CHICAGO (Reuters) – Minnesota agricultural firm Crystal Valley Cooperative said it had been targeted in a ransomware attack in recent days, making it the second Midwestern farm-services provider in a week to be forced to take systems offline due to cybersecurity incidents.
Crystal Valley, which sells supplies like fertilizer to farmers and buys their crops, said it became aware of the attack on Sunday, prompting it to take operating systems offline and to stop accepting major credit cards.
“This attack has infected the computer systems at Crystal Valley and severely interrupted the daily operations of the company,” Crystal Valley said in a statement on its website. It asked customers for understanding while the company resolves the issue.
The attack left Crystal Valley unable to mix fertilizer or fulfil orders for livestock feed, said Kevin Paap, a corn and soybean farmer in Garden City, Minnesota, on Thursday.
“With the help of some other local co-ops, they’re helping grind some feed and sharing the burden,” he said.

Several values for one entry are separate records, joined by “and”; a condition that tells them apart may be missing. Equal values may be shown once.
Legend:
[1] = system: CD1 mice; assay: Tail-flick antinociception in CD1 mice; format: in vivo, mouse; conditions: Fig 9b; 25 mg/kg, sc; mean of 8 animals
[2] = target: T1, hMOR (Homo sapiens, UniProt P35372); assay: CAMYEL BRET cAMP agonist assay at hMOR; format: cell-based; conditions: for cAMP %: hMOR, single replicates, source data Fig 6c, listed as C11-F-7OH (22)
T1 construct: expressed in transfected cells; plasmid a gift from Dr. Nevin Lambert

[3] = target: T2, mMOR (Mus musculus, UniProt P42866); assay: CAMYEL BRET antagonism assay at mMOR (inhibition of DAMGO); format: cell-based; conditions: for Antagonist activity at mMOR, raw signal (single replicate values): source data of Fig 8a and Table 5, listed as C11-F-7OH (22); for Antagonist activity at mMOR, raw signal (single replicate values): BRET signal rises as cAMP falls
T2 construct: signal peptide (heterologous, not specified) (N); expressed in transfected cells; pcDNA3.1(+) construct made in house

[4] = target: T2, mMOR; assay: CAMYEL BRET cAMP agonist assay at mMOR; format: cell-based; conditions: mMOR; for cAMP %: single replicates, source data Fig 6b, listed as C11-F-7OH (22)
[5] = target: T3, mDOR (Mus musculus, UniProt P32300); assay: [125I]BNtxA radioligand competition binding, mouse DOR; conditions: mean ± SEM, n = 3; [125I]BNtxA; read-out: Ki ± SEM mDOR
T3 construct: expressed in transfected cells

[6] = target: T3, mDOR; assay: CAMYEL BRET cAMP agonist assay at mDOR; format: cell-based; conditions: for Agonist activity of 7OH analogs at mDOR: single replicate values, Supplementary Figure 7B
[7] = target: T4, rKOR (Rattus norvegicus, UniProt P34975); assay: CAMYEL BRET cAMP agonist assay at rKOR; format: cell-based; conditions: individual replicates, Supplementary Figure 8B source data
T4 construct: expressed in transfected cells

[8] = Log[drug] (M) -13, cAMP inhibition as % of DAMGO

NEW Cooperative Inc in Iowa said on Monday its systems were offline to contain a cybersecurity incident. A Russian-speaking cybercriminal group named BlackMatter said on its website that it stole data from the farm services provider.
The disruptions are hitting the Farm Belt as growers gear up for the autumn harvest.
Crystal Valley operates eight grain elevators with the capacity to store a total of 25 million bushels in Minnesota, the third biggest U.S. soybean-producing state and fourth biggest corn producer, according to its website. Two locations load huge 110-car trains for delivery to big buyers or exporters.
Paap, president of the Minnesota Farm Bureau, said he has been able to deliver grain to Crystal Valley’s elevator in Vernon Center with minor delays as the normally automated process is offline.
“It’s old school, with hand-written tickets instead of the computer reading the card on the side of your truck as you drive in,” he said.
Cybersecurity has risen to the top of the Biden administration’s agenda after high-profile attacks that affected U.S. fuel and food supplies.
(Reporting by Tom Polansek; Editing by Sonya Hepinstall)